Although these are a little more expensive than the Carbine line of 10/22, we like the handling of these, as well as the expanded options for adding accessories. With ammunition pricing being outrageous for the past several years, having something that looks and feels like an AR, but firing the much less expensive .22LR would be an excellent training aid. We’d also recommend these to someone who was new to shooting, especially if it was a young person who wanted to do some plinking with a firearm that reminded them of their favorite video game.
|Capacity||10 – 25 Rounds|
|Price Range||$400 – $500|
Ruger 10/22 Sporter
These days, not many people think of a .22LR in terms of a hunting rifle, but it is more than possible to take small game animals at medium ranges with a rifle in this caliber. With that in mind, Ruger’s Sporter models give you the biggest advantage in terms of maximizing the ballistic potential of .22LR in a semi-automatic platform.
These Sporter models, which are effectively up-scaled and slightly more expensive versions of the Carbine models, have a longer barrel than the rest of the series. In some models, this includes a barrel length of 22.” Longer barrels translate directly to more velocity. With that higher velocity comes more kinetic energy on the target and greater range, both of which make these into excellent hunting rifles.
We’d recommend these to someone serious about using their Ruger 10/22 as a hunting rifle, or for target shooting at reasonably long ranges. If you think that someone might outgrow the short range of other models, one of the Sporters could also make an excellent gift for a little more experienced shooter. All-in-all, these are models that are for people who take shooting in .22 caliber seriously and plan to keep doing so in the future.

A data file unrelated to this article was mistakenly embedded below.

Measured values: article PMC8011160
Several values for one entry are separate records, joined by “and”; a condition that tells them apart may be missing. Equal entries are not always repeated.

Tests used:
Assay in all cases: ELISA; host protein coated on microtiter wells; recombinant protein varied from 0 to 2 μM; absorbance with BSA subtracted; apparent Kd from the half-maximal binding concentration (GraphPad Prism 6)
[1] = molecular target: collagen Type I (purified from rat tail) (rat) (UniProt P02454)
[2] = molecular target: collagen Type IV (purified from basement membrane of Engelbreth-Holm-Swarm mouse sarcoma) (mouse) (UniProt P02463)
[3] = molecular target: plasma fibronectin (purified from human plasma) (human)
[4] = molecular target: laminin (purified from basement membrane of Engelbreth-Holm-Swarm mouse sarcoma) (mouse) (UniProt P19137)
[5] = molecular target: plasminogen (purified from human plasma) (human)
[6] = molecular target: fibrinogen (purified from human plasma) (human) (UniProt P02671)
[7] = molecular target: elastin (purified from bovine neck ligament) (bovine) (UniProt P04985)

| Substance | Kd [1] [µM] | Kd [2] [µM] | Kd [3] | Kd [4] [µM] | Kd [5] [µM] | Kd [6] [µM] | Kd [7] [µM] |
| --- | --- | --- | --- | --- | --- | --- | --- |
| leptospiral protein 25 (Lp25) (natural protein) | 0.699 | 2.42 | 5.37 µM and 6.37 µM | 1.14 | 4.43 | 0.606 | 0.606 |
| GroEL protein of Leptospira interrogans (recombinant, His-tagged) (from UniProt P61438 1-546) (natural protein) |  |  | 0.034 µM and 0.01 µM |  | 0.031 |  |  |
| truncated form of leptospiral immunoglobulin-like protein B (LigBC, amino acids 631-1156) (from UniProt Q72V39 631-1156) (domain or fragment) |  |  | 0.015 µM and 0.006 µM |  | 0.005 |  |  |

|Barrel Length||16.12″ – 22″|
|Price Range||$399 – $600|
Ruger 10/22 Target
Where the Sporter models are targeted towards folks who want to be able to hunt more effectively with their 10/22, the Sporter models are meant for those who want supreme accuracy.
First and foremost, these look a fair bit different than any other 10/00, with a lightened, aggressive-looking thumbhole stock that resembles larger target rifles seen in competitions. As far as parts go, there are two big upgrades here: Ruger has included an upgraded trigger and a free-floating barrel. One of the two models available also comes with a Weaver-style rail so that you can mount a scope relatively easily.
This is a more specialized model, and given that free-floated barrels can be a little more fragile in terms of being bent than bedded barrels, we think this would be a firearm suited to someone who was serious about learning how to shoot accurately and is mature enough to handle a relatively expensive firearm.
Target models do cost a bit more than a basic Carbine model, but the extra features make them more than worth it if you’re looking to squeeze the most accuracy out of .22LR in a semi-automatic format.
|Price Range||$700 – $800|
Ruger 10/22 Competition
If you’re looking for the ultimate iteration of the Ruger 10/22, this is it. These have the same basic operating system and principles as all of the other models, but that’s where the similarities end. These guns are made out of premium materials, bedded into stocks meant to give the best accuracy, and come with a muzzle brake right out of the box.
The box, by the way, is a specialized hard case meant to keep everything ready for competitions even when you’re traveling with your firearm. Additionally, each rifle has an adjustable cheek comb, so that you can dial this in to fit you perfectly well.
In some cases, these cost several hundred dolls more than a standard 10/22. These are not really intended for folks new to shooting, or as a first firearm for someone. Instead, we recommend these rifles for people who are already involved in competition shooting, or as an entry point into the sport instead of having a rifle custom made. Viewed in comparison to custom guns, these off-the-shelf models can be an excellent option and offer a reasonably competitive value. The accuracy from these, we imagine, also demands the best ammunition to get the best results.
|Price Range||$900 – $1100|